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New Free Book Helps Australians Deal With Bereavement

New Free Book Helps Australians Deal With Bereavement1

To mark its release, Ipswich mum Sally McAuliffe, below, one of 100 parents featured in By My Side, has written a heart-felt message to The Carousel readers about what it means for her and other Australian families to have this kind of resource…

“Ten years ago last month as I held my three-year-old son Conor in my arms and read him a story about a brave owl that was learning to fly on his own, my little boy took his last breaths.

It felt like a hole had been cut out of me, I had changed forever. Every basic life task I faced was now a challenge for me. I had lost my son to liver cancer and I had to learn to live without him.

In Australia the death of a child is thankfully less common than in some countries, but it does happen, and possibly more than we acknowledge.

The problem parents of children that die face is that conversations and understanding of death at any time is rarely discussed but when it comes to a child dying it is simply something no-one even wants to think about.

As a newly-bereaved parent I wanted so desperately to know I was normal, that what I was feeling was OK.

What reading By My Side shows is that every Mum and every Dad will have different feelings, different needs, use different strategies to deal with grief – because in fact when it comes to grief there is no normal. The whole situation is completely abnormal.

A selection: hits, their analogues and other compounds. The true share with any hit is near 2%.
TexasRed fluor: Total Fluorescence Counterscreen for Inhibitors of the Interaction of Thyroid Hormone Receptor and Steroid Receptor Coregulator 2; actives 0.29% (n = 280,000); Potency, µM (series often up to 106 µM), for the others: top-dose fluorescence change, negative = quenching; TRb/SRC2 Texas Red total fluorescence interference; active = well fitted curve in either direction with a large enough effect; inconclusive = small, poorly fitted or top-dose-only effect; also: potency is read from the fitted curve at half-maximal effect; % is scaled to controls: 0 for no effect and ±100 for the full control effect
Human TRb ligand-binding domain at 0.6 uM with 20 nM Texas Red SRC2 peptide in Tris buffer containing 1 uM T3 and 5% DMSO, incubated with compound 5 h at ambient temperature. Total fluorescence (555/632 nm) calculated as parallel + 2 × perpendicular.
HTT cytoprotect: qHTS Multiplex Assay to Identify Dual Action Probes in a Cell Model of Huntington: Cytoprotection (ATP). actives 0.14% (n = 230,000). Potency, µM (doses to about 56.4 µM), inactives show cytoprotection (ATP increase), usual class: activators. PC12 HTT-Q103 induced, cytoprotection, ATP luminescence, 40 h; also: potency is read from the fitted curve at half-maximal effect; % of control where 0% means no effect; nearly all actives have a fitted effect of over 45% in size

Sally, centre, with author Leigh Donovan, left, and Redkite CEO Jenni Seton at the book launch.

Conor taught me many lessons and still does – that life is now, sadness is OK and laughter is essential.

I now accept that crying is completely OK. Losing Conor taught me that life is made up of good and bad things. Without sadness we can never truly recognise and appreciate happiness. I want my little boy back, I want to change what happened but I do have to thank him for the lessons he taught me.

I cry because I miss my boy, but I have accepted sadness. The other struggle a grieving parent has is guilt at feeling happiness. Over time I allowed myself to know that it’s OK to laugh. When I laugh it doesn’t mean I have forgotten Conor or that I am over his death, it just means I am feeling happiness that is still there. You can be happy and sad at the same time.

Conor is more than just a three-year-old old that died from cancer. He is a brother to three girls and one boy; two of my girls never met him, but he is still an important part of their lives. When asked how many children I have, my reply is simple. I have five children, four to look after and five to love.

By My Side will let parents know they are not alone. It will help family and friends know their grieving loved one is normal and given time they will live again. It’s a much-needed resource that will bring some comfort to grieving parents and their families.”

Written by TheCarousel

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